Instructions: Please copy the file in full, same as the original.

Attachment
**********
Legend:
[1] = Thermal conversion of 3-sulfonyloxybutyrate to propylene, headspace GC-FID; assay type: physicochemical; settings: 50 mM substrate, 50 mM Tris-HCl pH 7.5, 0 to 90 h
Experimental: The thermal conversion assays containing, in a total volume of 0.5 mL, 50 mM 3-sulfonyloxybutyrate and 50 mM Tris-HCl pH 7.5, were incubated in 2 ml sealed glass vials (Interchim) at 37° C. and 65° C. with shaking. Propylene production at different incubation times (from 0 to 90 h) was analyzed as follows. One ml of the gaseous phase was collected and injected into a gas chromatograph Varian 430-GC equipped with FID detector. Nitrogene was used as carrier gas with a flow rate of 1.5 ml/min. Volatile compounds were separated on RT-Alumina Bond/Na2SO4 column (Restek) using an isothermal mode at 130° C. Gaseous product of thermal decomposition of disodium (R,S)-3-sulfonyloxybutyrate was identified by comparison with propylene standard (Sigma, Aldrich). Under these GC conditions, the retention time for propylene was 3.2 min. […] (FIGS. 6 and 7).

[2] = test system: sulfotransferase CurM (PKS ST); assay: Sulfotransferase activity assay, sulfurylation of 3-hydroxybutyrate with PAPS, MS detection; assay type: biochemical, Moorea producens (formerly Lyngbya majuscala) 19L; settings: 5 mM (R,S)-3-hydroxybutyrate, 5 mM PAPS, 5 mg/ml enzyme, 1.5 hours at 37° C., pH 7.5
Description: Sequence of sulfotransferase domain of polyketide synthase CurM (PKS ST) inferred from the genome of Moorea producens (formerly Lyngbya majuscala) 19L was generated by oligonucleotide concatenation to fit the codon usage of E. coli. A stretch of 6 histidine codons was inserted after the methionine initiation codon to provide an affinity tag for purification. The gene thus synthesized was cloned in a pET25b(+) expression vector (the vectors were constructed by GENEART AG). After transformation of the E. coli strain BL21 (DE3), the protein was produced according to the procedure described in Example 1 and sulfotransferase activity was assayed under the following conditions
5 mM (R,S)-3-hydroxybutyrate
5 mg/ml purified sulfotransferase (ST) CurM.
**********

Legend:
[1] = Thermal conversion of 3-sulfonyloxybutyrate to propylene, headspace GC-FID; assay type: physicochemical; settings: 50 mM substrate, 50 mM Tris-HCl pH 7.5, 0 to 90 h
Experimental: The thermal conversion assays containing, in a total volume of 0.5 mL, 50 mM 3-sulfonyloxybutyrate and 50 mM Tris-HCl pH 7.5, were incubated in 2 ml sealed glass vials (Interchim) at 37° C. and 65° C. with shaking. Propylene production at different incubation times (from 0 to 90 h) was analyzed as follows. One ml of the gaseous phase was collected and injected into a gas chromatograph Varian 430-GC equipped with FID detector. Nitrogene was used as carrier gas with a flow rate of 1.5 ml/min. Volatile compounds were separated on RT-Alumina Bond/Na2SO4 column (Restek) using an isothermal mode at 130° C. Gaseous product of thermal decomposition of disodium (R,S)-3-sulfonyloxybutyrate was identified by comparison with propylene standard (Sigma, Aldrich). Under these GC conditions, the retention time for propylene was 3.2 min. […] (FIGS. 6 and 7).

[2] = test system: sulfotransferase CurM (PKS ST); assay: Sulfotransferase activity assay, sulfurylation of 3-hydroxybutyrate with PAPS, MS detection; assay type: biochemical, Moorea producens (formerly Lyngbya majuscala) 19L; settings: 5 mM (R,S)-3-hydroxybutyrate, 5 mM PAPS, 5 mg/ml enzyme, 1.5 hours at 37° C., pH 7.5
Description: Sequence of sulfotransferase domain of polyketide synthase CurM (PKS ST) inferred from the genome of Moorea producens (formerly Lyngbya majuscala) 19L was generated by oligonucleotide concatenation to fit the codon usage of E. coli. A stretch of 6 histidine codons was inserted after the methionine initiation codon to provide an affinity tag for purification. The gene thus synthesized was cloned in a pET25b(+) expression vector (the vectors were constructed by GENEART AG). After transformation of the E. coli strain BL21 (DE3), the protein was produced according to the procedure described in Example 1 and sulfotransferase activity was assayed under the following conditions
5 mM (R,S)-3-hydroxybutyrate
5 mg/ml purified sulfotransferase (ST) CurM.